Dear Mr Peters, let Friday be the day that changed your politics
- an open letter to our Deputy Prime Minister
Sir, as a journalist, I am trained to be a soft cynic. But in times like these, I cannot be anything but hopeful. That’s why I write to you.
I know I have failed – with the first word itself - the “New Zealand values test”, which you proposed last year at New Zealand First’s 25th party convention.
Since you never provided a clear-cut definition of such values, I assume when you say egalitarianism, it means calling everyone by their first name. But my problem is, in-spite of living outside India for over 10 years now, I am still not comfortable calling my elders by their first names. So Jacinda and Simon is fine, as we are of the same age, but Winston is not.
Thus I will stick with Sir, at the risk of failing the values test proposed by my Deputy Prime Minister!
Also, by egalitarianism you certainly can’t mean the conventionally accepted definition – the doctrine that all people are, and treated as equals.
How can it be when UNICEF says 27 percent of our children are living in income poverty? Or when OXFAM reports a huge wealth gap in New Zealand where richest 1 percent own 28 percent of wealth? Or when Sir Mark Solomon while talking about the institutional bias against Maori in the criminal justice system notes, “things are bad for my people”.
I hope you see the problem here. If not, let me give another example.
When I saw you talking to Corin Dann in TVNZ’s Q and A last year, about New Zealand values of treating women as equals, I was reminded of few oft-repeated statements and statistics. (Q+A with NZ First leader Winston Peters between 2.10 to 4.20 seconds)
“Police family violence investigations reached a record high in 2016, statistics released today show. Police investigated 118,910 incidents of family violence last year, an increase of more than 8000 on the year before. This is up from 110,126 in 2015 and 101,955 in 2014, according to the new statistics from the New Zealand Family Violence Clearinghouse, based at the University of Auckland…..Responding to family violence accounts for 41 percent of a frontline police officer’s time.”
For more details, you can look at A look into NZ's homegrown family violence epidemic. (please note the word “epidemic” here)
But I surely don’t need to remind you of all this. You probably know these more than anyone else, and must have sat on numerous committees, ministries, in your long political career trying to find ways to tackle this huge problem that all of us face.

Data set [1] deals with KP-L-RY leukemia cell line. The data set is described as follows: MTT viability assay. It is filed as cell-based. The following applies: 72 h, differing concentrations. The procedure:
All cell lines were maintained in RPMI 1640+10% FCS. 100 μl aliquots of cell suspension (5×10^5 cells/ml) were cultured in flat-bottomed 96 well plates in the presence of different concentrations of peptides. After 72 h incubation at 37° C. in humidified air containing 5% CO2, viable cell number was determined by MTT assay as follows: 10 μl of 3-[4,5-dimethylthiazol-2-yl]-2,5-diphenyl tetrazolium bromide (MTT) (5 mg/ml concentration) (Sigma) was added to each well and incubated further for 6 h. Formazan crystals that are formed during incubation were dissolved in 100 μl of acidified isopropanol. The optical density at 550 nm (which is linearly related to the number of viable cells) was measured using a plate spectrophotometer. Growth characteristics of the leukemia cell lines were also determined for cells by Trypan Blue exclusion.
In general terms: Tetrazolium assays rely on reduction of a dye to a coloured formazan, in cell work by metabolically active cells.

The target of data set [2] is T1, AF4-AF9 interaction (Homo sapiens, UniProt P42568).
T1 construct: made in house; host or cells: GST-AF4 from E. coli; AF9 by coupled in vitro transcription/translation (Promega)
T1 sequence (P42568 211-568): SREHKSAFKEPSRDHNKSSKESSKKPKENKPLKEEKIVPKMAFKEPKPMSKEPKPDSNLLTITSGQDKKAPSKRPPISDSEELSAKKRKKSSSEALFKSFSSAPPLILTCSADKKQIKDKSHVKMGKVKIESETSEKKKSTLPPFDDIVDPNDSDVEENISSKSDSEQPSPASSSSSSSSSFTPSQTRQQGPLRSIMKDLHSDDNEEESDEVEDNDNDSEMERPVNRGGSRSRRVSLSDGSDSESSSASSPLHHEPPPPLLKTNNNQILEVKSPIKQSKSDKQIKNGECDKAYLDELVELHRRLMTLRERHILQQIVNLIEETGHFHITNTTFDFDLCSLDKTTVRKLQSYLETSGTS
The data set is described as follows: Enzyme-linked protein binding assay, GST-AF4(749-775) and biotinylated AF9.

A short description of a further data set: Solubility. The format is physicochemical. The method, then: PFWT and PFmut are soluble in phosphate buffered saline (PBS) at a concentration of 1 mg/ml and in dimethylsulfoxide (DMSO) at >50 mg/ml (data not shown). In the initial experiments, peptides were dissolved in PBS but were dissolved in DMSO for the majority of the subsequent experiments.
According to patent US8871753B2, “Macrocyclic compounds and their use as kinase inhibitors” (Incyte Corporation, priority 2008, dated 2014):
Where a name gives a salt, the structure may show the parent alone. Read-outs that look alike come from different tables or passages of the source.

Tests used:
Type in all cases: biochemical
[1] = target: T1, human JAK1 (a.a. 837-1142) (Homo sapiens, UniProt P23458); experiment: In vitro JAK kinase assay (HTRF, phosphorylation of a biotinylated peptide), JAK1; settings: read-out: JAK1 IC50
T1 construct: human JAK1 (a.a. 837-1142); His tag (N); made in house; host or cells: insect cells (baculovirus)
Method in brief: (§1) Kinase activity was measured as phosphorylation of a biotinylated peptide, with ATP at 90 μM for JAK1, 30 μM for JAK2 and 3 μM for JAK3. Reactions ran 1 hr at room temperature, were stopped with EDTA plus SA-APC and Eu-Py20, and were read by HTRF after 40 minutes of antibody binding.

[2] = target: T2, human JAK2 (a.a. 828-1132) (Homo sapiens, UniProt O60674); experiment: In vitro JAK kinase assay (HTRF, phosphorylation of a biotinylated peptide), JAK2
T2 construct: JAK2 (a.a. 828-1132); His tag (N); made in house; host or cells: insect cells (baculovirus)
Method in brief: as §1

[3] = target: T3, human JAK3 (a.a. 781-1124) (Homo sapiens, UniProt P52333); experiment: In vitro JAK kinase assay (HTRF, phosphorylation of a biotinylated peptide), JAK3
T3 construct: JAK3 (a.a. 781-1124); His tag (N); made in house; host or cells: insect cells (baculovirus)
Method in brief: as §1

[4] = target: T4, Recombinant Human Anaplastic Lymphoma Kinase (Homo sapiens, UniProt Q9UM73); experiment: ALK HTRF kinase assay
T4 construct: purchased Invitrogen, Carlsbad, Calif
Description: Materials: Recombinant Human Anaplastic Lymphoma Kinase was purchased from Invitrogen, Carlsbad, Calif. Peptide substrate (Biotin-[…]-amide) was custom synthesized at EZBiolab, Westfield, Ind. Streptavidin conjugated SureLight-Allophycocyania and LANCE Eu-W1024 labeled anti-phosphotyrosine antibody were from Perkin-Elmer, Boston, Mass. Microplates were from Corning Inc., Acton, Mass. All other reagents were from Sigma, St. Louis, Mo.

So, Sir, what are New Zealand values? As above, we clearly can’t call “egalitarianism”, and “equality for women” as ones, because we still have to go a long way in both these regards, much like the rest of the world.
You know, when you were talking about this “test” for all migrants and refugees, like me, last year, what were you actually saying?
You were saying “They Are Not Us”, even without meaning to say that, in my opinion.
As I see it, you were just doing politics.
I can say that because while I haven’t met you properly till now, many things you say makes sense to me. In fact, last year I wrote in support of your take on multiculturalism. (Our take: In response (defence) to the Deputy PM’s stand on multiculturalism)
And in all fairness, I don’t blame you for doing politics. After all, you are a seasoned politician, who has single-handedly secured over 7 percent average vote for his party in the last six general elections. (7.2% in 2017, 9% in 2014, 7% in 2011, 4% in 2008, 5.72% in 2005, and 10.38% in 2002)
That’s why ever since Friday, whenever I see anyone in the already-established media saying that it’s “time to recall MPs’ anti-migrant rhetoric” [with majority of the article devoted to what you said and when you said it], I believe they are ignoring a simple fact.
That whatever you do, say and believe in, at least 7 percent of our population has supported it over the course of last two decades. There is a reason why the same already-established media called you the king-maker after the 2017 elections.
You have your substantial support in the New Zealand public, and in a democratic society that must be respected.
So I will not insult your political wisdom, and seven percent of our population’s political support, by calling your politics wrong.
Instead I want to appeal to your conscience to change it.
New Zealand and New Zealanders should and must always come first. But please broaden the definition of whom you consider a New Zealander, and how you define New Zealand values.
Because you might believe that I don’t adhere to New Zealand values, and that I don’t belong here. But believe you me, I, like you, only have the best intentions for New Zealand.
Today, you said in the Parliament that Friday was the "day everything changed in our country".
Please let Friday be the day that changed your politics, Sir.